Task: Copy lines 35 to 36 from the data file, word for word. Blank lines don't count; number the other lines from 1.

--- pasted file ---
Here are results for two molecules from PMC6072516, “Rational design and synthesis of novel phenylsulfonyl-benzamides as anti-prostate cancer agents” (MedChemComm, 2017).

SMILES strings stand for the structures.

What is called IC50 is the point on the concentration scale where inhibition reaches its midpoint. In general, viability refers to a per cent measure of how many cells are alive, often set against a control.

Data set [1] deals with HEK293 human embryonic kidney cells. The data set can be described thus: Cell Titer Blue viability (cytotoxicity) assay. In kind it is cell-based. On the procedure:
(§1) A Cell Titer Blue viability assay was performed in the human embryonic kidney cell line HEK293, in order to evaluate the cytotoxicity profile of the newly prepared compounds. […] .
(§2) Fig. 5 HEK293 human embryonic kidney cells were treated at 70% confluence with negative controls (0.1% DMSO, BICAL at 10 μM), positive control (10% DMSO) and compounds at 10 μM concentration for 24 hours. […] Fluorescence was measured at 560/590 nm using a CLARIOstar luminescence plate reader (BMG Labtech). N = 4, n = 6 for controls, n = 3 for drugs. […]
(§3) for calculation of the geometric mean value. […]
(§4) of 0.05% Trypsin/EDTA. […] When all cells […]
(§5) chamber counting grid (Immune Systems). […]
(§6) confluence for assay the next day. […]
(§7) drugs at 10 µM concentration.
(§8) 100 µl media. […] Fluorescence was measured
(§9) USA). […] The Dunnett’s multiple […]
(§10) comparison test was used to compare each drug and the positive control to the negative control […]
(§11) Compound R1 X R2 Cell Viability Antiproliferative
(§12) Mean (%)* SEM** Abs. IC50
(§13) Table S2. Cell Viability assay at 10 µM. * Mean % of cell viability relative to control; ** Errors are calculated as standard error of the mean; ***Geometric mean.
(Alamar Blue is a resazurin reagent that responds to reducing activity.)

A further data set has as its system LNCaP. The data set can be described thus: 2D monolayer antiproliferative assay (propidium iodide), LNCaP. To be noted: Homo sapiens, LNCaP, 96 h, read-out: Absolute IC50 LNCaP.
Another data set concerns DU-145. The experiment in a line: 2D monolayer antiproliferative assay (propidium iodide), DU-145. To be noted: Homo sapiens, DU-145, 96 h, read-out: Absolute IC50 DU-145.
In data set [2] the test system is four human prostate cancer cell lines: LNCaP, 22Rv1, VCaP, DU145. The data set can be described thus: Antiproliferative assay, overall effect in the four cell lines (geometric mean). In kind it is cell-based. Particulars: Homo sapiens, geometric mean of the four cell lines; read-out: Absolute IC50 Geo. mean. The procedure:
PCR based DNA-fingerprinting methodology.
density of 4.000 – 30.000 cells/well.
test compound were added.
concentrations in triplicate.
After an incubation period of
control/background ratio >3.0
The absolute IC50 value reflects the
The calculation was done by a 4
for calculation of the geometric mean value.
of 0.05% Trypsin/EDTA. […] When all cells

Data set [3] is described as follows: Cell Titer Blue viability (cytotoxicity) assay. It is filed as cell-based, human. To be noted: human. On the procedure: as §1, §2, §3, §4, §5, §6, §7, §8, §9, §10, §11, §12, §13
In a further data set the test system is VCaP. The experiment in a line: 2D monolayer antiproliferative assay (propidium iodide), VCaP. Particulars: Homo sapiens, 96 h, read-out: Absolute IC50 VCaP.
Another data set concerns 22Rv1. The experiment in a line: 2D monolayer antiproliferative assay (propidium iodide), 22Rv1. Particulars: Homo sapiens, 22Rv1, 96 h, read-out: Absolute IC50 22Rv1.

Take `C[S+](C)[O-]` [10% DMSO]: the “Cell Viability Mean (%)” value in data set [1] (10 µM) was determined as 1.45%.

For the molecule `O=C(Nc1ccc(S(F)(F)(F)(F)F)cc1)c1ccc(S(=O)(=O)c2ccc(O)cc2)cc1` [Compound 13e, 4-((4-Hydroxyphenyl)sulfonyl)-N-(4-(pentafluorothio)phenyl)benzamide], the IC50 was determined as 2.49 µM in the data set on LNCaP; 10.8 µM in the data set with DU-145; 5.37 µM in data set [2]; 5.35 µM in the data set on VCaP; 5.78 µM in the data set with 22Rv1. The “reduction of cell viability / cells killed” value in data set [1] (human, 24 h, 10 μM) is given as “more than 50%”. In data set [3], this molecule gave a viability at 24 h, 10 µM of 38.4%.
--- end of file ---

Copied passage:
Take `C[S+](C)[O-]` [10% DMSO]: the “Cell Viability Mean (%)” value in data set [1] (10 µM) was determined as 1.45%.

For the molecule `O=C(Nc1ccc(S(F)(F)(F)(F)F)cc1)c1ccc(S(=O)(=O)c2ccc(O)cc2)cc1` [Compound 13e, 4-((4-Hydroxyphenyl)sulfonyl)-N-(4-(pentafluorothio)phenyl)benzamide], the IC50 was determined as 2.49 µM in the data set on LNCaP; 10.8 µM in the data set with DU-145; 5.37 µM in data set [2]; 5.35 µM in the data set on VCaP; 5.78 µM in the data set with 22Rv1. The “reduction of cell viability / cells killed” value in data set [1] (human, 24 h, 10 μM) is given as “more than 50%”. In data set [3], this molecule gave a viability at 24 h, 10 µM of 38.4%.